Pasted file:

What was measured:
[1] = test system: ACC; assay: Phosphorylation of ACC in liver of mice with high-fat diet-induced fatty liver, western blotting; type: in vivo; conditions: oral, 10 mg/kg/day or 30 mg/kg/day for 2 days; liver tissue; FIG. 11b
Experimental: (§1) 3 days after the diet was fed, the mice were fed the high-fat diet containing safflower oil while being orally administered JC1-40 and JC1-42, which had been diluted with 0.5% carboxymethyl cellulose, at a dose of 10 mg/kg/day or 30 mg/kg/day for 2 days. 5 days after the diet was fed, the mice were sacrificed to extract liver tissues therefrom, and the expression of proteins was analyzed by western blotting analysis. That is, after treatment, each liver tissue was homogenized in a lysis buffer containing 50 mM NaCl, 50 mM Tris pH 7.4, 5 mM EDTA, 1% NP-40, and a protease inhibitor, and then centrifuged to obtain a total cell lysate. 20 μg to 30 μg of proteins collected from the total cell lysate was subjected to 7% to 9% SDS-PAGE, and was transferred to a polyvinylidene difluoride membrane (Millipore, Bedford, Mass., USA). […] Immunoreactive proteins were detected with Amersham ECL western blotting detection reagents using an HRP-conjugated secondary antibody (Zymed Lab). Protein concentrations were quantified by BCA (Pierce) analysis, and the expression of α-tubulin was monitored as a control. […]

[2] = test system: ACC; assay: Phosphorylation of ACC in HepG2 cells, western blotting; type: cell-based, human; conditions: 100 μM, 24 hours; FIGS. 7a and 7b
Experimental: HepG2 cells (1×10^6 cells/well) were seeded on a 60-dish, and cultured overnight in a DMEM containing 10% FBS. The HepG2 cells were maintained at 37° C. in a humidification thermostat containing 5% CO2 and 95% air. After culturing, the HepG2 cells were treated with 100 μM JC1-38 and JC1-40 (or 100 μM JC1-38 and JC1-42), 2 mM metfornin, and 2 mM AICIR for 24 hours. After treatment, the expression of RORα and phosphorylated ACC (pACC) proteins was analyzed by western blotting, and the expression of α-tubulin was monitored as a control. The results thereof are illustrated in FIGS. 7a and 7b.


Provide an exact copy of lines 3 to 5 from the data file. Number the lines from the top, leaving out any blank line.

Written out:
Experimental: (§1) 3 days after the diet was fed, the mice were fed the high-fat diet containing safflower oil while being orally administered JC1-40 and JC1-42, which had been diluted with 0.5% carboxymethyl cellulose, at a dose of 10 mg/kg/day or 30 mg/kg/day for 2 days. 5 days after the diet was fed, the mice were sacrificed to extract liver tissues therefrom, and the expression of proteins was analyzed by western blotting analysis. That is, after treatment, each liver tissue was homogenized in a lysis buffer containing 50 mM NaCl, 50 mM Tris pH 7.4, 5 mM EDTA, 1% NP-40, and a protease inhibitor, and then centrifuged to obtain a total cell lysate. 20 μg to 30 μg of proteins collected from the total cell lysate was subjected to 7% to 9% SDS-PAGE, and was transferred to a polyvinylidene difluoride membrane (Millipore, Bedford, Mass., USA). […] Immunoreactive proteins were detected with Amersham ECL western blotting detection reagents using an HRP-conjugated secondary antibody (Zymed Lab). Protein concentrations were quantified by BCA (Pierce) analysis, and the expression of α-tubulin was monitored as a control. […]

[2] = test system: ACC; assay: Phosphorylation of ACC in HepG2 cells, western blotting; type: cell-based, human; conditions: 100 μM, 24 hours; FIGS. 7a and 7b
Experimental: HepG2 cells (1×10^6 cells/well) were seeded on a 60-dish, and cultured overnight in a DMEM containing 10% FBS. The HepG2 cells were maintained at 37° C. in a humidification thermostat containing 5% CO2 and 95% air. After culturing, the HepG2 cells were treated with 100 μM JC1-38 and JC1-40 (or 100 μM JC1-38 and JC1-42), 2 mM metfornin, and 2 mM AICIR for 24 hours. After treatment, the expression of RORα and phosphorylated ACC (pACC) proteins was analyzed by western blotting, and the expression of α-tubulin was monitored as a control. The results thereof are illustrated in FIGS. 7a and 7b.